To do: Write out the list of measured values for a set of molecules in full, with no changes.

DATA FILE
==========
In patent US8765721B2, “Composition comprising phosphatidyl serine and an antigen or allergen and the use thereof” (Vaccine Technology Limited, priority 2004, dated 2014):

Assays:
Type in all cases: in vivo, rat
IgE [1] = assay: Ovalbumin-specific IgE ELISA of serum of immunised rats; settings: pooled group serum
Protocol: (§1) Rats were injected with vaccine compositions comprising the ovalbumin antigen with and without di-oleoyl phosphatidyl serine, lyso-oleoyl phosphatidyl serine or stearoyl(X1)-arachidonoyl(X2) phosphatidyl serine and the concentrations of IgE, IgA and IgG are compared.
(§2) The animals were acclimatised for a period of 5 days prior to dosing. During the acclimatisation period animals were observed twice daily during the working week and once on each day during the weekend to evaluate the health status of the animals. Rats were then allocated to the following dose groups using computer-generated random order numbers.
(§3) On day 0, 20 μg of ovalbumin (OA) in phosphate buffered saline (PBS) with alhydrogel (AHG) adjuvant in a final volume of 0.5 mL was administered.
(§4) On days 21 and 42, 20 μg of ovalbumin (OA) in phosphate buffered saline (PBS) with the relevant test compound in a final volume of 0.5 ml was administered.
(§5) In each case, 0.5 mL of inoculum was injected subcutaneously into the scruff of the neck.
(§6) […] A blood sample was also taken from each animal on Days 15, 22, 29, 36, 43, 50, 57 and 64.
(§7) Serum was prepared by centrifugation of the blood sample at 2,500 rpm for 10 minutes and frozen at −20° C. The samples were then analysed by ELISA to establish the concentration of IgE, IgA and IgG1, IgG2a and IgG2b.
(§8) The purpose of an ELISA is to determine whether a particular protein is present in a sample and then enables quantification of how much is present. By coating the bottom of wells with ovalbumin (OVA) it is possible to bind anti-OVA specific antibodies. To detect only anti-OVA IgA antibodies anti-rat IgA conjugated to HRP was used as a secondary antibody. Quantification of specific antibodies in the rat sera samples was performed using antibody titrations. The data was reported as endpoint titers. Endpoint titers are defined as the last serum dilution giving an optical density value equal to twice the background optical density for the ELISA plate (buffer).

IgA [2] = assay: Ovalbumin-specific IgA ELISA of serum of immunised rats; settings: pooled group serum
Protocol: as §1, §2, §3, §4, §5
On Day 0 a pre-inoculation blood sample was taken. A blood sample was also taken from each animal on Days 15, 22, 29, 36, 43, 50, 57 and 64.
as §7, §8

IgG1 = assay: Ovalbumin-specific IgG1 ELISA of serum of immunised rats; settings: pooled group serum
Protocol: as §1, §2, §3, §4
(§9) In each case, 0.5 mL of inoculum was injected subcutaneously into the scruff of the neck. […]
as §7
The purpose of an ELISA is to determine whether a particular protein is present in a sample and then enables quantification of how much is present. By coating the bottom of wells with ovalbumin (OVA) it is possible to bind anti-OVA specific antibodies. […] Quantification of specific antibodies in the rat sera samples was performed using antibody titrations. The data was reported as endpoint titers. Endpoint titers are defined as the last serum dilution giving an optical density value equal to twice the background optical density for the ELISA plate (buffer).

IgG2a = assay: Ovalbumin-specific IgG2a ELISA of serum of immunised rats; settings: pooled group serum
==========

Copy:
In patent US8765721B2, “Composition comprising phosphatidyl serine and an antigen or allergen and the use thereof” (Vaccine Technology Limited, priority 2004, dated 2014):

Assays:
Type in all cases: in vivo, rat
IgE [1] = assay: Ovalbumin-specific IgE ELISA of serum of immunised rats; settings: pooled group serum
Protocol: (§1) Rats were injected with vaccine compositions comprising the ovalbumin antigen with and without di-oleoyl phosphatidyl serine, lyso-oleoyl phosphatidyl serine or stearoyl(X1)-arachidonoyl(X2) phosphatidyl serine and the concentrations of IgE, IgA and IgG are compared.
(§2) The animals were acclimatised for a period of 5 days prior to dosing. During the acclimatisation period animals were observed twice daily during the working week and once on each day during the weekend to evaluate the health status of the animals. Rats were then allocated to the following dose groups using computer-generated random order numbers.
(§3) On day 0, 20 μg of ovalbumin (OA) in phosphate buffered saline (PBS) with alhydrogel (AHG) adjuvant in a final volume of 0.5 mL was administered.
(§4) On days 21 and 42, 20 μg of ovalbumin (OA) in phosphate buffered saline (PBS) with the relevant test compound in a final volume of 0.5 ml was administered.
(§5) In each case, 0.5 mL of inoculum was injected subcutaneously into the scruff of the neck.
(§6) […] A blood sample was also taken from each animal on Days 15, 22, 29, 36, 43, 50, 57 and 64.
(§7) Serum was prepared by centrifugation of the blood sample at 2,500 rpm for 10 minutes and frozen at −20° C. The samples were then analysed by ELISA to establish the concentration of IgE, IgA and IgG1, IgG2a and IgG2b.
(§8) The purpose of an ELISA is to determine whether a particular protein is present in a sample and then enables quantification of how much is present. By coating the bottom of wells with ovalbumin (OVA) it is possible to bind anti-OVA specific antibodies. To detect only anti-OVA IgA antibodies anti-rat IgA conjugated to HRP was used as a secondary antibody. Quantification of specific antibodies in the rat sera samples was performed using antibody titrations. The data was reported as endpoint titers. Endpoint titers are defined as the last serum dilution giving an optical density value equal to twice the background optical density for the ELISA plate (buffer).

IgA [2] = assay: Ovalbumin-specific IgA ELISA of serum of immunised rats; settings: pooled group serum
Protocol: as §1, §2, §3, §4, §5
On Day 0 a pre-inoculation blood sample was taken. A blood sample was also taken from each animal on Days 15, 22, 29, 36, 43, 50, 57 and 64.
as §7, §8

IgG1 = assay: Ovalbumin-specific IgG1 ELISA of serum of immunised rats; settings: pooled group serum
Protocol: as §1, §2, §3, §4
(§9) In each case, 0.5 mL of inoculum was injected subcutaneously into the scruff of the neck. […]
as §7
The purpose of an ELISA is to determine whether a particular protein is present in a sample and then enables quantification of how much is present. By coating the bottom of wells with ovalbumin (OVA) it is possible to bind anti-OVA specific antibodies. […] Quantification of specific antibodies in the rat sera samples was performed using antibody titrations. The data was reported as endpoint titers. Endpoint titers are defined as the last serum dilution giving an optical density value equal to twice the background optical density for the ELISA plate (buffer).

IgG2a = assay: Ovalbumin-specific IgG2a ELISA of serum of immunised rats; settings: pooled group serum